A disturbing strand of elitism and snobbery is creeping into classical music, particularly in the UK. Country house opera is the new big thing and an increasingly condescending attitude is prevalent towards rock and other non-classical genres. Leading the charge with a recent online polemic is composer James MacMillan. In this he uses the term 'Left-wing' (his capitalisation) as a pejorative, a distasteful use overlooked by classical music's champagne activists who happily tweeted their approval of his views - "Well said Sir James". 
James MacMillan is dismissive of the emblematic Glastonbury Festival and in the same sentence denounces popular music for "the elevation of the decidedly mediocre and banal to iconic genius status". He then goes on to plead the case for classical music as "a struggling, hard-pressed cottage industry", which conveniently ignores the fact that the top five music directors of American orchestras earned a total of US$11.6 million in 2018. He also denounces how the "pop-dominated, mass-produced culture industry and big business are inherently bound together to make a large-scale system of control and exploitation". Which overlooks the fact that the industry leading classical labels of Decca and Deutsche Grammophon are owned by pop-dominated Universal Music. In this very big business - 2018 turnover of US$ 7.1 billion - classical musicians of the moment such as Mirga Gražinytė-Tyla sit, presumably comfortably, alongside the non-classical artists dismissed by MacMillan as "decidedly mediocre and banal".
MacMillan and other classical artists are accused of hypocrisy:
The reality is that the output of those artists denounced as mediocre and banal fund admirable recording projects such as Gražinytė-Tyla's Weinberg Symphonies. And also conveniently overlooked is that what Sir James describes as corporate music's "large-scale system of control and exploitation" facilitated the recording of his almost certainly loss-making The Lost Songs of St Kilda for Decca, and that he took the proverbial thirty pieces of silver from Universal Music's Deutsche Grammophon when he conducted a recording of violin concertos for them.
It's complex, of course, and, depending on how you frame it and what facts you select, you can make the case either way. In a world where a free market has given billions of dollars in revenue to pop artists and a tiny fraction of this to classical artists, it is hard for classical musicians not to feel ashamed that they are being subsidized by pop artists. Either that or they consciously avoid making any unfavorable aesthetic judgements about their pop colleagues. There is a lot to be said for just throwing up your hands and saying--perhaps even believing--that you love all music equally like you love all your children equally. I'm not temperamentally suited to take that path, however, so I think that you have to make individual judgments and make them as accurately as possible. Also, if you want a career in music, you are going to have to make a lot of pragmatic compromises.

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The Chronicle of Higher Education has a piece on an upcoming four-day academic conference on Bob Dylan: All Along the Ivory Tower.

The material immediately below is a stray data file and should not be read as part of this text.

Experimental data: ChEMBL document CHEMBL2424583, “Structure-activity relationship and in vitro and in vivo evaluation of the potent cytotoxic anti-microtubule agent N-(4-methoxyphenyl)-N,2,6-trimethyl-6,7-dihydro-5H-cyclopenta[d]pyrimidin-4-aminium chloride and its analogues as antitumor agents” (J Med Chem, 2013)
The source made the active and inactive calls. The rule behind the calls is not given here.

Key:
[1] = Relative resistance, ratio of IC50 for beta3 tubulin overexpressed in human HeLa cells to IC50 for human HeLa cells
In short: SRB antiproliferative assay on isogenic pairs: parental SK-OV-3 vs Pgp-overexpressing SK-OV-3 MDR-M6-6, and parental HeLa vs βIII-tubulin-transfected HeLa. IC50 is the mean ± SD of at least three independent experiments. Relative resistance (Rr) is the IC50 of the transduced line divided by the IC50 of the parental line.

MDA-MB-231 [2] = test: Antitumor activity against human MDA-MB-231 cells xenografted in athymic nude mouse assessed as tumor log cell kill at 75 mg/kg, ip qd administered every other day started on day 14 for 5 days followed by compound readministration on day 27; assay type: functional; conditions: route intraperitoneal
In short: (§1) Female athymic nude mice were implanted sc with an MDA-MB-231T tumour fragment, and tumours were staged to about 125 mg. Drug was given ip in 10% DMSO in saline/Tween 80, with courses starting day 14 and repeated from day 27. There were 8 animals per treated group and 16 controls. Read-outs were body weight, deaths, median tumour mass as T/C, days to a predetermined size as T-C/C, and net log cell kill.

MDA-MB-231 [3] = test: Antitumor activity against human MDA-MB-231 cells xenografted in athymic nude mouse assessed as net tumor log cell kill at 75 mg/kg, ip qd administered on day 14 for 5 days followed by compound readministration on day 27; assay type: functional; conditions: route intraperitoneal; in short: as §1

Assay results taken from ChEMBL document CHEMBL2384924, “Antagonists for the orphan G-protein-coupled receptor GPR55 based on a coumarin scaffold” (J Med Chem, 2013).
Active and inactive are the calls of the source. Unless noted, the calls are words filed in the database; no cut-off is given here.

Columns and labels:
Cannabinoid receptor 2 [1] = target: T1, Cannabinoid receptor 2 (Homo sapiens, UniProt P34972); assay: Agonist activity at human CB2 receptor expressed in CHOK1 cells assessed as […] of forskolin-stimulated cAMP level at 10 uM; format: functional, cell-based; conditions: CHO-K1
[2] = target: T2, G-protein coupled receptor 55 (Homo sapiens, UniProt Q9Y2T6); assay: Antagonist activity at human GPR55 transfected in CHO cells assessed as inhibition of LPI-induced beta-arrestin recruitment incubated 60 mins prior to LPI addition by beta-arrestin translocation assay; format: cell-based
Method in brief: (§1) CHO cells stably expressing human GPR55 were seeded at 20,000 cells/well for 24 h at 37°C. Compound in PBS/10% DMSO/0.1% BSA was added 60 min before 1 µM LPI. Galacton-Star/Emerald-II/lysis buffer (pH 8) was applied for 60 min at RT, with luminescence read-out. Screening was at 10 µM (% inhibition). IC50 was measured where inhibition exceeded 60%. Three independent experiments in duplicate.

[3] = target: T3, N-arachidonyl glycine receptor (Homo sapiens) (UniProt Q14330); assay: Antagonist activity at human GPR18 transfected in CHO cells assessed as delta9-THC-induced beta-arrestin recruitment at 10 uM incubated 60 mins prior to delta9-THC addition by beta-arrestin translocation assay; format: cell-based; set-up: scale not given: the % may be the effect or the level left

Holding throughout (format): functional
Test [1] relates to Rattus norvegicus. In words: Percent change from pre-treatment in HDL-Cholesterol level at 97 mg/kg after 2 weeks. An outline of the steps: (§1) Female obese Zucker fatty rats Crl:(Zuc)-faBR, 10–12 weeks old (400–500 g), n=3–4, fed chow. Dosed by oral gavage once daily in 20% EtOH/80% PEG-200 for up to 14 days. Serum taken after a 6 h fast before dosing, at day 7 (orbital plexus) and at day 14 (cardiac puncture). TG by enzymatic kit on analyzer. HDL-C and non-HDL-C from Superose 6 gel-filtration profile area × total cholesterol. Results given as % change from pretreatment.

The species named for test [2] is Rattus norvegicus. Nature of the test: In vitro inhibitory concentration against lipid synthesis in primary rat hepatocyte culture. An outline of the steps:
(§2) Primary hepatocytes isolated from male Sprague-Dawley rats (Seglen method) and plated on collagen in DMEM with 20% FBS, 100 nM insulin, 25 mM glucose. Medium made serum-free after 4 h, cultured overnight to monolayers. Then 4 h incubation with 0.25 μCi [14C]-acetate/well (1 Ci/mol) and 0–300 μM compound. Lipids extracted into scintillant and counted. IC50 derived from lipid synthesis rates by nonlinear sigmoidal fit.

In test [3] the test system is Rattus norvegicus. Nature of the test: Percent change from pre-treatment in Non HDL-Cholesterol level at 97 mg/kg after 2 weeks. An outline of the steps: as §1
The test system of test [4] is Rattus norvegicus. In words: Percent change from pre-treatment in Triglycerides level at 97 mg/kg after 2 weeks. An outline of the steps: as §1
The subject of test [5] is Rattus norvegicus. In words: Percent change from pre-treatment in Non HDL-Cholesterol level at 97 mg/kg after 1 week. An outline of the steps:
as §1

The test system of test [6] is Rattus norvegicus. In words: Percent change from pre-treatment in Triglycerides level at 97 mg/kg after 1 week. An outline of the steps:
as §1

The majority of the conferees split evenly between two camps — though it’s difficult to say just what these camps should be called. "Amateurs" and "professionals"? There’s probably something to that distinction, but "amateurism" in this instance doesn’t really indicate a disparity in scholarly interest or skill so much as it separates those who were getting paid from those who were paying out of their own pockets. Most uncharitably, to both parties, the division might be described as "geeks" versus "nerds"; more conventionally, I suppose, the participants could tentatively be grouped into "fans" and "scholars."
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The Guardian relates a new instance of the weaponizing of music: Florida city constantly plays Baby Shark to deter homeless from civic building.
City officials in West Palm Beach, Florida, are using extremely catchy children’s music to try and drive away homeless people from one of its civic buildings.
The city’s mayor, Keith James, confirmed to Fox News that the songs Baby Shark and Raining Tacos were being played at the patio of the Waterfront Lake Pavilion, where homeless people have been living.
At least they're not using Vivaldi or Mozart!
The city has previously attempted to use classical music to deter drug dealers, but the unit powering the speakers was smashed.
One homeless man Fox News spoke to said the children’s songs hadn’t been enough to move him on. “I still lay down in there,” Illaya Champion said. “But it’s on and on, the same songs.”
So they really hated the classical stuff?

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 I've been waiting for someone to mention this problem: Burnout: What musicians in 2019 are 'perpetually terrified' about.
Musicians burning out "is an age old story", Sam says, but social media and feeling like "you have to be on top all the time" adds extra pressure on the mental health of modern artists.